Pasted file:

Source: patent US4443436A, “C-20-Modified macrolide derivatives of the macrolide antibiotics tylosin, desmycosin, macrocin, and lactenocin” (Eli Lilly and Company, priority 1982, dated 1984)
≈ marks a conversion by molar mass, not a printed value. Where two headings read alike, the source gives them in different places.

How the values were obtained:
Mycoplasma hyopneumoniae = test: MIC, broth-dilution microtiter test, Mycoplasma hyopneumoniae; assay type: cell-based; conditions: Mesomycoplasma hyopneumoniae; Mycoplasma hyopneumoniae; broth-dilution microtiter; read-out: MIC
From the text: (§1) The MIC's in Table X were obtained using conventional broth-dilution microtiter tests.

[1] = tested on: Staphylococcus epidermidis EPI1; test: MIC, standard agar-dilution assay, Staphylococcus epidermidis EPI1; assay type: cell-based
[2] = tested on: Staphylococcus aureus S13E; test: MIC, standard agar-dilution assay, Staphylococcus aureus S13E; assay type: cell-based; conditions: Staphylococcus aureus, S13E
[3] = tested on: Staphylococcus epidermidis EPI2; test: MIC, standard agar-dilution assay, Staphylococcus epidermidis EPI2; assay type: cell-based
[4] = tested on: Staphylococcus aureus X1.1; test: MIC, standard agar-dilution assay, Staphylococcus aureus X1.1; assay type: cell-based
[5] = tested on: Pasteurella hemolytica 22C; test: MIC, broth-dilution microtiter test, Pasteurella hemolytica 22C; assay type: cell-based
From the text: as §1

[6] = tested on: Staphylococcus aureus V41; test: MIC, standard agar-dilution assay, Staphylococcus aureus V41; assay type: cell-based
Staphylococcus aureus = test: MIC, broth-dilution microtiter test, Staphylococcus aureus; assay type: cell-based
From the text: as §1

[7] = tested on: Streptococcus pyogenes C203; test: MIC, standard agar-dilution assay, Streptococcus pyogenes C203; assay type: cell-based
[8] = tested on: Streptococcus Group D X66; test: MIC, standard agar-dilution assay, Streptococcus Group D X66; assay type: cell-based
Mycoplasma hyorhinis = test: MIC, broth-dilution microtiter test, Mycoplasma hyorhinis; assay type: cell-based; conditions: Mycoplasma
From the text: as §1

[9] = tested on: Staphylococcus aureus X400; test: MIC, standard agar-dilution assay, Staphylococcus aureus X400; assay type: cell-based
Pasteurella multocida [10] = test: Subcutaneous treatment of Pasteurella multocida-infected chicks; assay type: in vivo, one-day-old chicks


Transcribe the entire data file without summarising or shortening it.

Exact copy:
Source: patent US4443436A, “C-20-Modified macrolide derivatives of the macrolide antibiotics tylosin, desmycosin, macrocin, and lactenocin” (Eli Lilly and Company, priority 1982, dated 1984)
≈ marks a conversion by molar mass, not a printed value. Where two headings read alike, the source gives them in different places.

How the values were obtained:
Mycoplasma hyopneumoniae = test: MIC, broth-dilution microtiter test, Mycoplasma hyopneumoniae; assay type: cell-based; conditions: Mesomycoplasma hyopneumoniae; Mycoplasma hyopneumoniae; broth-dilution microtiter; read-out: MIC
From the text: (§1) The MIC's in Table X were obtained using conventional broth-dilution microtiter tests.

[1] = tested on: Staphylococcus epidermidis EPI1; test: MIC, standard agar-dilution assay, Staphylococcus epidermidis EPI1; assay type: cell-based
[2] = tested on: Staphylococcus aureus S13E; test: MIC, standard agar-dilution assay, Staphylococcus aureus S13E; assay type: cell-based; conditions: Staphylococcus aureus, S13E
[3] = tested on: Staphylococcus epidermidis EPI2; test: MIC, standard agar-dilution assay, Staphylococcus epidermidis EPI2; assay type: cell-based
[4] = tested on: Staphylococcus aureus X1.1; test: MIC, standard agar-dilution assay, Staphylococcus aureus X1.1; assay type: cell-based
[5] = tested on: Pasteurella hemolytica 22C; test: MIC, broth-dilution microtiter test, Pasteurella hemolytica 22C; assay type: cell-based
From the text: as §1

[6] = tested on: Staphylococcus aureus V41; test: MIC, standard agar-dilution assay, Staphylococcus aureus V41; assay type: cell-based
Staphylococcus aureus = test: MIC, broth-dilution microtiter test, Staphylococcus aureus; assay type: cell-based
From the text: as §1

[7] = tested on: Streptococcus pyogenes C203; test: MIC, standard agar-dilution assay, Streptococcus pyogenes C203; assay type: cell-based
[8] = tested on: Streptococcus Group D X66; test: MIC, standard agar-dilution assay, Streptococcus Group D X66; assay type: cell-based
Mycoplasma hyorhinis = test: MIC, broth-dilution microtiter test, Mycoplasma hyorhinis; assay type: cell-based; conditions: Mycoplasma
From the text: as §1

[9] = tested on: Staphylococcus aureus X400; test: MIC, standard agar-dilution assay, Staphylococcus aureus X400; assay type: cell-based
Pasteurella multocida [10] = test: Subcutaneous treatment of Pasteurella multocida-infected chicks; assay type: in vivo, one-day-old chicks